A good part of the reason I started blogging was because I went to a history conference at a UT branch up between Dallas and Fort Worth and found that, contrary to belief, many well known academic historians have found community history projects to be invaluable because of their focus and details. Photos rated high. Photos with details rate high. Interviews with participants in events rated high. Interviews with older people rated high if you cover their experience and perspective.
- Prairie Weather

“Protest works. Just look at the proof”

Free MP3 sites

Be your own program director. Venture off the beaten path. Live a little.

2dopeboyz: Hip hop. (RSS)

3hive: Sharing the sharing. Free and legal MP3s from over 600 underground and undiscovered artists — new ones added daily. (RSS)

Amazon MP3 Download - Frequency: Weekly. Get the latest on Amazon MP3 music downloads - new releases, freshly ripped hits, and special deals.

Audio Drums - A blog for rare, possibly overlooked, maybe forgotten gems of music with a slight emphasis on electronic and indie genres. (RSS)

Common Folk Music - A blog about music, not just folk music, but all music ranging from indie to alt-country to bluegrass, because music is for the “Common Folk”. (RSS)

Discobelle.net (RSS)

Fiddlefreak Folk Music Blog - Folk, bluegrass, Celtic, and other music of the people. (RSS)

Fingertips Music - Free and legal music. (RSS)

Gorilla Vs Bear (RSS)

Hillydilly: Simply Good Music. (RSS)

I Rock Cleveland: Indie Rock, College Rock, Alt Rock, Modern Rock, Cleveland Rock, and Rock. (RSS)

KEXP Song of the Day: KEXP 90.3 FM - where the music matters (RSS)

Kick Kick Snare (RSS)

Line Of Best Fit - TLOBF.COM | Music Reviews, News, Interviews & Downloads (RSS)

Lipstick Disco - Deep House & Disco music blog fronted by Females (RSS)

Minnesota Public Radio Song of the Day: Music lovers from 89.3 The Current share songs with you each weekday. (RSS)

Muruch (RSS)

Music Like Dirt: Music in all its many forms, mp3’s, live reviews and photography. (RSS)

My Old Kentucky Blog - a music blog that parties with unicorns. (RSS)

Nah Right. (RSS)

ninebullets.net. (RSS)

Rollo & Grady: Los Angeles Music Blog, LA Music Blog (RSS)

Said the Gramophone: a music weblog (RSS)

She Makes Music: She Makes Music focuses on the most exciting and impressive new music created by brilliant and talented female musicians. (RSS)


Sounds Better With Reverb (RSS)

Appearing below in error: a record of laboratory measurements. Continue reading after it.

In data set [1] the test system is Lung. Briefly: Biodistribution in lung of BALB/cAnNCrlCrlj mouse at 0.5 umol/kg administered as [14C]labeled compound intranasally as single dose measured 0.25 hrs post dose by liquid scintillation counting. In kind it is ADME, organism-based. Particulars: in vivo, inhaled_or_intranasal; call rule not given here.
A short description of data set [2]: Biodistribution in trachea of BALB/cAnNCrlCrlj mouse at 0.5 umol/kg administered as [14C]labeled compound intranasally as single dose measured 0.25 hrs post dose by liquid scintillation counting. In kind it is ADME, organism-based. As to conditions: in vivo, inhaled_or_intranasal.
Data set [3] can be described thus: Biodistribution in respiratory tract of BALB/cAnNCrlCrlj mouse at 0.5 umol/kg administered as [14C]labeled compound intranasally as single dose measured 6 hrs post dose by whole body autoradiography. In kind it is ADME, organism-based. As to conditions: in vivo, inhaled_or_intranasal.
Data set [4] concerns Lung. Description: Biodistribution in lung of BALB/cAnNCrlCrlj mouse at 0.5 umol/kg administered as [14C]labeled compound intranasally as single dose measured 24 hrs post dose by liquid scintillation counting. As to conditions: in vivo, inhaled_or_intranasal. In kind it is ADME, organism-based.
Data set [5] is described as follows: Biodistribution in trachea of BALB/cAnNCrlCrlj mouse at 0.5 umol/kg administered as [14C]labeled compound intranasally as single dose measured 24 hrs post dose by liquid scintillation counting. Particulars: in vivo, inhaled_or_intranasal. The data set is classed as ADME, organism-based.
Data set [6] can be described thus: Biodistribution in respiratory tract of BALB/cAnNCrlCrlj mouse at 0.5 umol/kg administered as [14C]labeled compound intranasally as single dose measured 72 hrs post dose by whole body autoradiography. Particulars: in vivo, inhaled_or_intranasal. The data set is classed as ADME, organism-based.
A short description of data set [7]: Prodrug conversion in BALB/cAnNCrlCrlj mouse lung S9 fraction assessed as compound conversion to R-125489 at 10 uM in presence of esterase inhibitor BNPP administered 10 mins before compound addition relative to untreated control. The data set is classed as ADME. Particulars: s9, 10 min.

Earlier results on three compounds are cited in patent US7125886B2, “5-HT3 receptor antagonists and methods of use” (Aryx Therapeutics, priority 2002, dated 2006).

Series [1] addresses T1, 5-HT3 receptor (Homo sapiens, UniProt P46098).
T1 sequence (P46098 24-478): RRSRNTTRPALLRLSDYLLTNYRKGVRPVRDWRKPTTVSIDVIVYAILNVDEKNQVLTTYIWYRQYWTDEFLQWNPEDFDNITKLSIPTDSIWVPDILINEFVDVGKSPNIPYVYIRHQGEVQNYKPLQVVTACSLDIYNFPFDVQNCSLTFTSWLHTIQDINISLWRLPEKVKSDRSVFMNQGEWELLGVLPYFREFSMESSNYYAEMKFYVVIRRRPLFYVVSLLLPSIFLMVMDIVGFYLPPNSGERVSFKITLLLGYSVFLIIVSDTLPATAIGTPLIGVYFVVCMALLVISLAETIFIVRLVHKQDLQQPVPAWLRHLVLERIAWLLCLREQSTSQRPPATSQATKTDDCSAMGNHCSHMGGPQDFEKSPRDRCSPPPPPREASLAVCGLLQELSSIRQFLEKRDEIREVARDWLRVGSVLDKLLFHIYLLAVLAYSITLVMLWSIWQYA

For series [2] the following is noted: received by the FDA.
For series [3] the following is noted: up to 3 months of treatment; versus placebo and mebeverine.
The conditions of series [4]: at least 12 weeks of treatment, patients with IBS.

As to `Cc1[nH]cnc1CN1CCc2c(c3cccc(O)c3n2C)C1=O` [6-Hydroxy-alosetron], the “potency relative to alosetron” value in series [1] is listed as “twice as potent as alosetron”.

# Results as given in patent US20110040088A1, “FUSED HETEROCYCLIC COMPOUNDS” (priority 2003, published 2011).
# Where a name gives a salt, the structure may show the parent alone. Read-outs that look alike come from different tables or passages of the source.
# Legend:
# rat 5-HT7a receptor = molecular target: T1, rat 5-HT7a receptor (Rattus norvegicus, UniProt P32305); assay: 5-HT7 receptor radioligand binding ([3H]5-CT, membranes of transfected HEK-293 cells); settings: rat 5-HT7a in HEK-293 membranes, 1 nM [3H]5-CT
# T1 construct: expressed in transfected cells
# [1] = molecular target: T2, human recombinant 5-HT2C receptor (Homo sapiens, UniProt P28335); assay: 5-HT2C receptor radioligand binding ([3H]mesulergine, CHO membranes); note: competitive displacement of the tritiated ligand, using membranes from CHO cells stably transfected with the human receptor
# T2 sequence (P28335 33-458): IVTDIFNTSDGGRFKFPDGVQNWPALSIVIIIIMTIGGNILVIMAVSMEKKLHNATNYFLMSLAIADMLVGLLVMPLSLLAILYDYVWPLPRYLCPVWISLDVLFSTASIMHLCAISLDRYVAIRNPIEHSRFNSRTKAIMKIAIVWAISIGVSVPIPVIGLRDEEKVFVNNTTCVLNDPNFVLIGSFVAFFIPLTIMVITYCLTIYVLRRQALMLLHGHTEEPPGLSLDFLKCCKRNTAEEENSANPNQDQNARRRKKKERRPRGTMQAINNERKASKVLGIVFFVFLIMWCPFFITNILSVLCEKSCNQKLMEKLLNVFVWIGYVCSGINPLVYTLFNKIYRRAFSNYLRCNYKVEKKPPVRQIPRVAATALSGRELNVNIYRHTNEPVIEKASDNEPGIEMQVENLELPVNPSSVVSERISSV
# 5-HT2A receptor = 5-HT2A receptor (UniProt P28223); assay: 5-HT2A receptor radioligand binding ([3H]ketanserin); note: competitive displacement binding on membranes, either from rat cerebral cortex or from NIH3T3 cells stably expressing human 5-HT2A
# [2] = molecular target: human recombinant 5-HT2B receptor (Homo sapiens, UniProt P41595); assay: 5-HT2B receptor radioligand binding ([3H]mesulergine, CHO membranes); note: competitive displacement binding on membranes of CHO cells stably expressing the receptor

Stereogum: All the MP3s on Stereogum.com (RSS)

their bated breath (RSS)

Women of Hip Hop (RSS)

YouKnowIGotSoul (RSS)

Mourn ya till I join ya

The Wheel’s Still In Spin: Focusing on new music releases and reviews of individual albums as original, fictional short stories (RSS)

A Fifty Cent Lighter & A Whiskey Buzz - This site is just a way for me to have a little fun and share a little music. I’ll highlight some of my favorite artists that I play on the radio and try to expound upon their music in ways I can’t always do on the air. (RSS)

Aminal Sound

Audiofile: Music Blog, Music Articles - Salon.com

Crossfade: The CNET music blog

Direct Current New Music - Adult pop, rock, singer/songwriters, folk, Americana, alt-country, adult alternative, soul, world music, crossover jazz and simply those artists that make us go “hmmm.”(RSS)

GarageBand.com Folk top tracks (RSS)

GarageBand.com Hip Hop top tracks (RSS)

Flawless Hustle: Urban culture blog featuring artist interviews, music reviews, legal music downloads, street art, graffiti and more! (RSS)



The Jon Swift principle: “I will add anyone to my blogroll who adds me to theirs.” Email or leave a comment to let me know.


The Hunting of the Snark

Sites participating in blogroll amnesty day

Jon Swift aka Al Weisel, may he rest in peace. Co-originator of Blogroll Amnesty Day

skippy the bush kangaroo (Co-originator of Blogroll Amnesty Day) (2012)

Vagabond Scholar (2012)
Occasional blogging, mostly of the long-form variety. Keeper of the Jon Swift Memorial Roundup (The Best Posts of the Year, Chosen by the Bloggers Themselves)

Notes From Underground (2012)

Redeye’s Front Page (2012)

Wisdom of the West (2012)

Zen Comix (2012)

pygalgia (2012)

Mikeb302000 (2012)

The Agonist (2012)

Brilliant At Breakfast (2012)

Bacon and Eggs (2012)

« This Week In Tyranny | Main | This Week In Tyranny »

From Discovery to Concealment

No Associated Press content was harmed in the writing of this post

All presidents are unpopular with a good part of the electorate, but there seems to be little skepticism towards the office itself. There is plenty of distrust and even outright revulsion towards particular presidents based on, for instance, whether one is more outraged by extramarital sex - by a political opponent, not by an ally - or war crimes. (Ironically, Republicans’ approach with Mark Sanford has been to censure and move on; their refusal to use precisely that remedy with president Clinton was key in launching the first highly visible netroots site.) I am not even referring to the lunacy now coming into full bloom in some quarters. All those examples are about who a particular president is or what he has done. I am referring more to what a president ought to be able to do, which has trended almost exclusively towards greater deference and larger grants of authority in the last few years.